to the " systems " of public education, and to the various super
intending boards in this country, was really the beginning of
our successes in this time. They are quite mistaken. While
the new systems have doubtless wrought great benefits, these ben
efits have been accompanied by some losses losses which perhaps
may never be regained. The first of these losses is the loss of
spontaneity and originality in the teacher. This has been
admirably satirized in a brilliant serial story called "The
Evolution of Dodd," recently running in the " Illinois School
Journal." " The machine, 77 as the writer of that story irrev
erently calls it, takes the place of natural methods, adapted by
each teacher for each child. Indeed, the first effort of "the
machine " is to employ professional teachers who know how to
" run with the machine." In old times, every intelligent young
man or young woman that had an education better than the
average, was apt to spend a few months or a few years in
school-keeping. To this hour you may meet people who glow
with pride as they tell you that they were under the care of
Daniel Webster, or Edward Everett, or Harriet Beecher, or
Lucretia Garfield, in those early days when such people were giv
ing the most vigorous years of their young lives to school-keep
ing. But no teachers of that stamp are asked for now, in the
" true system. 7 ' There are certain methods to be followed, which
amateur school-masters cannot be expected to understand. At
best, such teachers as these only prepared their pupils for life.


Now, as Jules Simon said so wittily, " We do not prepare our
pupils for life, but for examinations. 77

Another loss, only second to this, was sustained when the
heresy came in, now nearly universal, which extended the school
course so that it should cover almost the whole of the year. In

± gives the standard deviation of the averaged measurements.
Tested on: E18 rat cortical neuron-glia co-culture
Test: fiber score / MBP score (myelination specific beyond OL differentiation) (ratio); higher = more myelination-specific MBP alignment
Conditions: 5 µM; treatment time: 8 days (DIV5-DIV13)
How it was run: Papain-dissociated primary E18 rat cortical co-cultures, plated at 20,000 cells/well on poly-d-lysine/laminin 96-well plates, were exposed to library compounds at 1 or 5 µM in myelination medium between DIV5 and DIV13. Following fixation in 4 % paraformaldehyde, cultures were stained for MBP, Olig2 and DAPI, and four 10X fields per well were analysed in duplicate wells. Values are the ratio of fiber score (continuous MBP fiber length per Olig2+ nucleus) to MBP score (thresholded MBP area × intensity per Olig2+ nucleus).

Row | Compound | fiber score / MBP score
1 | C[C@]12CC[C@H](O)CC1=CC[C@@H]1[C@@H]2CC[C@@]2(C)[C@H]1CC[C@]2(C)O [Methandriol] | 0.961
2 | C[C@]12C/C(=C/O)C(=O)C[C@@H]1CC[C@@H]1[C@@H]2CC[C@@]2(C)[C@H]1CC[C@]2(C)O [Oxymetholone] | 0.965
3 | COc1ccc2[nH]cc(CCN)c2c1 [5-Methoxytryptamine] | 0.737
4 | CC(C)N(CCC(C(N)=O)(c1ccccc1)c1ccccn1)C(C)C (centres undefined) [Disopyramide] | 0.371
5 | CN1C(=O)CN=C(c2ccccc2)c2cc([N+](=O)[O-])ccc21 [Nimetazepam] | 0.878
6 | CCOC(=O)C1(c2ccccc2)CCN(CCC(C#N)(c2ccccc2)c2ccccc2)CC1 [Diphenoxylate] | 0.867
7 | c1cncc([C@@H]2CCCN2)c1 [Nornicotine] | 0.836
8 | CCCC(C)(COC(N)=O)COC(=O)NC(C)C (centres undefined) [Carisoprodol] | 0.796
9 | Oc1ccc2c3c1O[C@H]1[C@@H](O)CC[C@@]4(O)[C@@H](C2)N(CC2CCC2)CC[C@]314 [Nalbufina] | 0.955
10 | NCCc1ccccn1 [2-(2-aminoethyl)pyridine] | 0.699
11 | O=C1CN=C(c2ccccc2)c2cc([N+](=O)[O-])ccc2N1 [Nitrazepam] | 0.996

the beginning it was not so. Fifty years ago it was understood
that a boy or a girl had many things to learn besides reading,
writing, and arithmetic. Thus, it was understood that a boy
must know the use of his hands and his feet. He must know
what a bushel of wheat was when he saw it, and how a black
smith shod a horse. He must know the methods of a town-
meeting. He must know how to milk, how to plow, how to cradle
oats, how to drive, how to harness a horse, how to take off a
wheel, and how to grease an axle. There were ten thousand
other things that he must know, of no less importance, not one
of which is ever well taught in school. For a girl, it was under
stood that in average life she must know how to make and mend
her clothes, and her brother's and her father's ; how to knead,
to bake, to stew, to boil, and to roast ; how to wash, how to iron,
and how to clear-starch ; how to tear a bandage, and how to put
one on. There were many regions where she was expected to
know how to cut up a hog, and salt his members ; how to smoke
them for hams; how to preserve fruits and vegetables. Most
of these things are taught and learned in schools, only with the
greatest difficulty. The fathers and mothers of the older genera
tions, therefore, reserved time, away from school, in which the
children should learn these things. For study in reading, writ
ing, and arithmetic, they provided three months of " schooling "
in winter. They also opened the school for a summer term, and
the pupils then came back to their book-study from exercise and
experience in other directions.

But the official Superintendents of Education, naturally